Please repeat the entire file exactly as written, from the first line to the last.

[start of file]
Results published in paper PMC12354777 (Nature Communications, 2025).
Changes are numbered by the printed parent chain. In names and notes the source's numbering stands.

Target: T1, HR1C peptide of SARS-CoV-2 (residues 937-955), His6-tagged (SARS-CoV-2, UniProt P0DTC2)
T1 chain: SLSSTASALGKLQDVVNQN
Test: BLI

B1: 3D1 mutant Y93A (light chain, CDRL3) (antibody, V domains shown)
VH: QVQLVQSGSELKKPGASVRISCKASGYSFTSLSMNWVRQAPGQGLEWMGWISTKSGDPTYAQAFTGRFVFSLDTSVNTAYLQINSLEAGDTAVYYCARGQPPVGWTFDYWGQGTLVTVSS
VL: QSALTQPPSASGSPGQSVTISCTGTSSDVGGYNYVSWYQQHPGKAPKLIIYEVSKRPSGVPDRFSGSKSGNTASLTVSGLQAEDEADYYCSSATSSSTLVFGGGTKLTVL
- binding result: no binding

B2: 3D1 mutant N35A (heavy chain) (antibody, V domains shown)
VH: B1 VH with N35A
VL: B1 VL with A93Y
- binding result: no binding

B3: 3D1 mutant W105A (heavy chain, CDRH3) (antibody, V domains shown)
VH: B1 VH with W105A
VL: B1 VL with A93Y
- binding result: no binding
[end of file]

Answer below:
Results published in paper PMC12354777 (Nature Communications, 2025).
Changes are numbered by the printed parent chain. In names and notes the source's numbering stands.

Target: T1, HR1C peptide of SARS-CoV-2 (residues 937-955), His6-tagged (SARS-CoV-2, UniProt P0DTC2)
T1 chain: SLSSTASALGKLQDVVNQN
Test: BLI

B1: 3D1 mutant Y93A (light chain, CDRL3) (antibody, V domains shown)
VH: QVQLVQSGSELKKPGASVRISCKASGYSFTSLSMNWVRQAPGQGLEWMGWISTKSGDPTYAQAFTGRFVFSLDTSVNTAYLQINSLEAGDTAVYYCARGQPPVGWTFDYWGQGTLVTVSS
VL: QSALTQPPSASGSPGQSVTISCTGTSSDVGGYNYVSWYQQHPGKAPKLIIYEVSKRPSGVPDRFSGSKSGNTASLTVSGLQAEDEADYYCSSATSSSTLVFGGGTKLTVL
- binding result: no binding

B2: 3D1 mutant N35A (heavy chain) (antibody, V domains shown)
VH: B1 VH with N35A
VL: B1 VL with A93Y
- binding result: no binding

B3: 3D1 mutant W105A (heavy chain, CDRH3) (antibody, V domains shown)
VH: B1 VH with W105A
VL: B1 VL with A93Y
- binding result: no binding